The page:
1. LBNEVolumePlacements : Here, we will use the data member fDecayPipeRadius . (Same C++ variable name as in the previous class, as the difference of function is expressed in the class name, so, no point differentiating them again.) You'll easily find the corresponding inline setter and accessor in the LBNEVolumePlacements.hh :

inline double GetDecayPipeRadius() const { return fDecayPipeRadius; }

... and ...
inline void SetDecayPipeRadius(double l) {fDecayPipeRadius=l;}

Note: should we have studied changing the length of the pipe instead of its radius, we'll notice that the setter are not always trivial:

inline void SetDecayPipeLength(double l) {
const double lCorr = l + fDecayPipeLengthCorrection;
fDecayPipeLength=lCorr; fTotalLength = 2.0*(fDecayPipeLength + 160.*m + fLengthOfRockDownstr);

Indeed, by changing the length of the decay pipe has implication for the total length of the beamline, obiviously. Hence, the requirement that such G4UI commands be issued at the pre-init stage. Note also a bit of naughty thing: the hardcoded "160." meters, which must be coming from somewhere and therefore should have been declared as data member.. Nobody is perfect..

Moving on, let now find how fDecayPipeRadius is used in the LBNEVolumePlacements class. Again, searching to the code for this fDecayPipeRadius variable, one finds in the constructor:

fDecayPipeRadius = 4.0*m/2.;

Indeed, the adopted default for the beam pipe radius is 2 meters. Good. Note that this variable is also used to defined other sizes.  For instance:

if (name == G4String("Tunnel")) {
info.fParams[0] = std::max((18.5*m), 2.0*(fDecayPipeRadius));
// Note: the total volume is 60 m. wide => plenty enough rocks. The last term is for the Hadron Absorber cavern
info.fParams[1] = std::max((50*m), 2.0*(fDecayPipeRadius)); // Too tall... Set by the Hadron absorber requirement
info.fParams[2] = fTotalLength - fLengthOfRockDownstr -2.0*cm;
std::cerr << " Total half length of the tunnel " << info.fParams[2]/2. << std::endl;

This is the code the mother volume "Tunnel" is defined. Again, changing one size has implication in the other parts of the design.. Finally, we come to the point where the actual beam pipe volume, which will be filled with Helium, is defined:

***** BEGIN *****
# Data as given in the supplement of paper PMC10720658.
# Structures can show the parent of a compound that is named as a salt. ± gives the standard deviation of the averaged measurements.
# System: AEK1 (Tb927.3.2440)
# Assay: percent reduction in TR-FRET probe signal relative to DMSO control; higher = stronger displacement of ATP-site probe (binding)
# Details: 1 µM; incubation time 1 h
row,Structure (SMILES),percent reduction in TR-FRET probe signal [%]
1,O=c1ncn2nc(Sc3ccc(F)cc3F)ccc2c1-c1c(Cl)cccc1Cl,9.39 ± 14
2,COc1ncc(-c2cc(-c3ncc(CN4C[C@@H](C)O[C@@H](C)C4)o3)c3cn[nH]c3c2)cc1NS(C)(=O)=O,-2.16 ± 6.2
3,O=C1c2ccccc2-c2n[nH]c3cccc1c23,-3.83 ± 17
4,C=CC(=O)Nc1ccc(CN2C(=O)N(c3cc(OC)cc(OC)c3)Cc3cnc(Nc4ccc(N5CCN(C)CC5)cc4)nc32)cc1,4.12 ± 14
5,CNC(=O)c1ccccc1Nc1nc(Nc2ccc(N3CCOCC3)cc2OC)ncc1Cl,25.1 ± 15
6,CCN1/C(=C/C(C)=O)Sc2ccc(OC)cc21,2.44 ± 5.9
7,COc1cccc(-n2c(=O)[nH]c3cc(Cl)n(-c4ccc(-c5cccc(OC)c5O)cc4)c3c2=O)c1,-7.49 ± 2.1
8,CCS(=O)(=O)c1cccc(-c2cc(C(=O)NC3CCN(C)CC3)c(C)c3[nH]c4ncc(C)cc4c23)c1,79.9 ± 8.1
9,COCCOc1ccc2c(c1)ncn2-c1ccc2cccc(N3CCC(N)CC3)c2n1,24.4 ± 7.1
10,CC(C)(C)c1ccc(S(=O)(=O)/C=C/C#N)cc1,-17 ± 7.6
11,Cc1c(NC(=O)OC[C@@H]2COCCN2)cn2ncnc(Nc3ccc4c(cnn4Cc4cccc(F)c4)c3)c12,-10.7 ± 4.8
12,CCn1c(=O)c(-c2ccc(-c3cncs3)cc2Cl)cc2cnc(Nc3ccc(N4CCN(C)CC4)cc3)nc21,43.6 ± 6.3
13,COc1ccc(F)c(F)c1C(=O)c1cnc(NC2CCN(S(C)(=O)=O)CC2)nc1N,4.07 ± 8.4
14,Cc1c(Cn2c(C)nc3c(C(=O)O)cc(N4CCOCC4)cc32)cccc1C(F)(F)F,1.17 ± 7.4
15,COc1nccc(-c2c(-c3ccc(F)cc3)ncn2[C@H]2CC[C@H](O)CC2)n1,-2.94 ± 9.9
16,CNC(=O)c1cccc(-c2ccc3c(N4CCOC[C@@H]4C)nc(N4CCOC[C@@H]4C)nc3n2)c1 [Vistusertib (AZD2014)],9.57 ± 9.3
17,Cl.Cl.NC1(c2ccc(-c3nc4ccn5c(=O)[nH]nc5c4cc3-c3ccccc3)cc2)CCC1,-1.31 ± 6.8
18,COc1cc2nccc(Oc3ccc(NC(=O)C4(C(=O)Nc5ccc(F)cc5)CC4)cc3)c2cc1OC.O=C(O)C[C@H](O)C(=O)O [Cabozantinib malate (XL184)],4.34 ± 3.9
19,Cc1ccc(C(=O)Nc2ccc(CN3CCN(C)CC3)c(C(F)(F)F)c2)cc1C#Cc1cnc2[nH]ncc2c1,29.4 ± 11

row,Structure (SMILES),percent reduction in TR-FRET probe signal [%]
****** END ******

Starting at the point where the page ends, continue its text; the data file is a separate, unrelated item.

if (name == G4String("DecayPipeVolume")) {
info.fParams[0] = 0.; // such that the decay pipe wall & volume
// can be surveyable.
info.fParams[1] = fDecayPipeRadius - 0.010*mm;
info.fParams[2] = fDecayPipeLength ;
G4Tubs* tubs = new G4Tubs(volumeName, info.fParams[0], info.fParams[1],
info.fParams[2]/2., 0., 360.0*deg);
info.fCurrent = new G4LogicalVolume(tubs, G4Material::GetMaterial("DecayPipeGas"), volumeName);

Note the comment here: so far, we only defined the volume as a rigid body, it still needs to be surveyed! The LBNEVolumePlacement class acts here as container for placement data, which will be used later, in the third class in the problem: The LBNEDetectorConstruction class:

@ //
// Place the decay pipe
G4PVPlacement *vDecayPipe = fPlacementHandler->PlaceFinal(G4String("DecayPipeHall"), tunnel);
fPlacementHandler->PlaceFinal(G4String("DecayPipeConcrete"), vDecayPipe);
fPlacementHandler->PlaceFinal(G4String("DecayPipeOuterWall"), vDecayPipe);
fPlacementHandler->PlaceFinal(G4String("DecayPipeWall"), vDecayPipe);
fPlacementHandler->PlaceFinal(G4String("DecayPipeVolume"), vDecayPipe);


Where we create these volumes, and place them, one by one. For some specific volumes, the method LBNEVolumePlacements::PlaceFinal invokes the LBNESurveyor class, to find out where such surveyed volumes are:

if (name == G4String("DecayPipeHall")) surveyedPtName = std::string("DecayPipe");

Note that we surveyed the decay pipe hall, it does not make sense to survey the decay pipe volume itself. The actual positioning of the volume involves both a translation and a rotation, defined later in that method.

Note the last class in the game is the LBNESurveyor class, where